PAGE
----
Classified among "The most beautiful villages of France", Saint-Jean-de-Côle is located in New Aquitaine, in the Dordogne department. It takes place in the district of Nontron and takes its name from Saint Jean-Baptiste (the name of the Church) and from La Côle, the river that crosses it.
Built in the 12th century, the Château de la Marthonie protected the church and its priory. Despite this, the village suffered from the English invasion during the 100 Years War and when it was taken over by the French royal troops. Today the castle dates from the 15th and 17th centuries and is currently being restored.
The arrival of the railway line between Angoulême and Brive in the 19th century brought a new demographic boost to Saint-Jean-de-Côle, but only during the works.
Today turned towards tourism, the town has an important architectural heritage, as well as a certain charm. With its ocher houses and brown tiled roofs, the village of Saint-Jean-de-Côle seems to have stood the test of time with the same elegance and the same beauty.
Listed as an historic monument, the Saint-Jean-Baptiste church is the former priory church of Saint-Jean-de-Côle. Built in the 12th century, it has the singularity - among other things - of not having a nave. Outside, 75 modillions (small sculptures representing plants or characters) can be found under the roofs of the chapels.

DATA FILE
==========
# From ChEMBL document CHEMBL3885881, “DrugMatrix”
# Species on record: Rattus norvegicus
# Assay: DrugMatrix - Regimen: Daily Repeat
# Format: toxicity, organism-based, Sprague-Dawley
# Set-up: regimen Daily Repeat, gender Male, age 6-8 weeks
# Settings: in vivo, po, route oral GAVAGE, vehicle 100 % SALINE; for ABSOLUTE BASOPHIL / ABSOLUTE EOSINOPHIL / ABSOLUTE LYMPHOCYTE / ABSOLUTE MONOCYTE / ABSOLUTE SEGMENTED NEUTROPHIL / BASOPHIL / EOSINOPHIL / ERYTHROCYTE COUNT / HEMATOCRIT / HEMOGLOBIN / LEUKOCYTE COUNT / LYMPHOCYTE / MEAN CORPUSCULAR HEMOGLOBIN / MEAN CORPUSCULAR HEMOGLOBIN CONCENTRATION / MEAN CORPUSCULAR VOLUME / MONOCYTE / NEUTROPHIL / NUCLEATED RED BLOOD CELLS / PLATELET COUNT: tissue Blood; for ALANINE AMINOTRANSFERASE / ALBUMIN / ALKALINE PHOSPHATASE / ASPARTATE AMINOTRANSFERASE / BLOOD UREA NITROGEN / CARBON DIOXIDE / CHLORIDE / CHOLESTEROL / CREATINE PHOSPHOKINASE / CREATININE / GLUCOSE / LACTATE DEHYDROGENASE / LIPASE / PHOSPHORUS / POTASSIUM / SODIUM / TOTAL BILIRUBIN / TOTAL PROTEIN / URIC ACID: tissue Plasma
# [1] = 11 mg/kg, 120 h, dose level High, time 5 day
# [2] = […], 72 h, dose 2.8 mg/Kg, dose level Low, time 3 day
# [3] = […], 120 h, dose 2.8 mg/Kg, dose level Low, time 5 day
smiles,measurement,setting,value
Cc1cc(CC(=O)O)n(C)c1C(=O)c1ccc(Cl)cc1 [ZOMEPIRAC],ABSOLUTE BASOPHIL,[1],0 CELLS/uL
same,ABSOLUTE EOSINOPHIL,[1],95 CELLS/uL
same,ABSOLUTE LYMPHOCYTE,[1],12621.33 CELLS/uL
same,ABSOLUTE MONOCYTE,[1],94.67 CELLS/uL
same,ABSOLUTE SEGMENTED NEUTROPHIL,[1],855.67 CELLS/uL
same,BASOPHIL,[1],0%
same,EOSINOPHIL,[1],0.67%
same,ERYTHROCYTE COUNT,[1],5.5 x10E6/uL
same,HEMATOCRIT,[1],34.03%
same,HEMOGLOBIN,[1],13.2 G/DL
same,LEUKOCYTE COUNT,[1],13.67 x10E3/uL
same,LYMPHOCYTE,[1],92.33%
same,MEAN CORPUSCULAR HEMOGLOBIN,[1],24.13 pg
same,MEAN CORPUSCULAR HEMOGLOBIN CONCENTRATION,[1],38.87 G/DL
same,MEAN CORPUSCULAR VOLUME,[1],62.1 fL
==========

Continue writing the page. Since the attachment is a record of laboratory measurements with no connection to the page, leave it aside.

The building is also preceded by a charming little hall. The church is open to the public all year round.
Only open during Heritage Days and group visits from 20 people (by reservation at the Tourist Office), the priory initially built in the 11th century was destroyed during the 100 Years War, rebuilt in the 15th century, it is now partially classified as an historic monument.
While passing through Saint-Jean-de-Côle, do not miss to admire the old 12th century bridge classified as an historic monument, the narrow streets beautifully flowered as well as half-timbered houses built in the 14th century.
Also listed as a Historic Monument, the Château de la Marthonie, built in the 12th century and destroyed during the 100 Years War, rebuilt in the 15th and 17th centuries. These exteriors as well as the grand staircase and the large 17th century living room (fully restored) can be seen during guided tours organized by the Tourist Office from July to mid-September, every day at 3 p.m. and 5 p.m.
The green way, formerly the railway line, offers seventeen kilometers of hiking (from Thiviers to St Pardoux the river) to stroll and admire the surroundings and the beautiful village that is Saint-Jean-de-Côle. It is also the start (or finish!) Of the Flow Vélo
The second weekend of May, see the famous Floralies of Saint-Jean-de-Côle arrive during which the medieval village is adorned with thousands of flowers.
In June, the Musicôle festival offers several concerts in the village.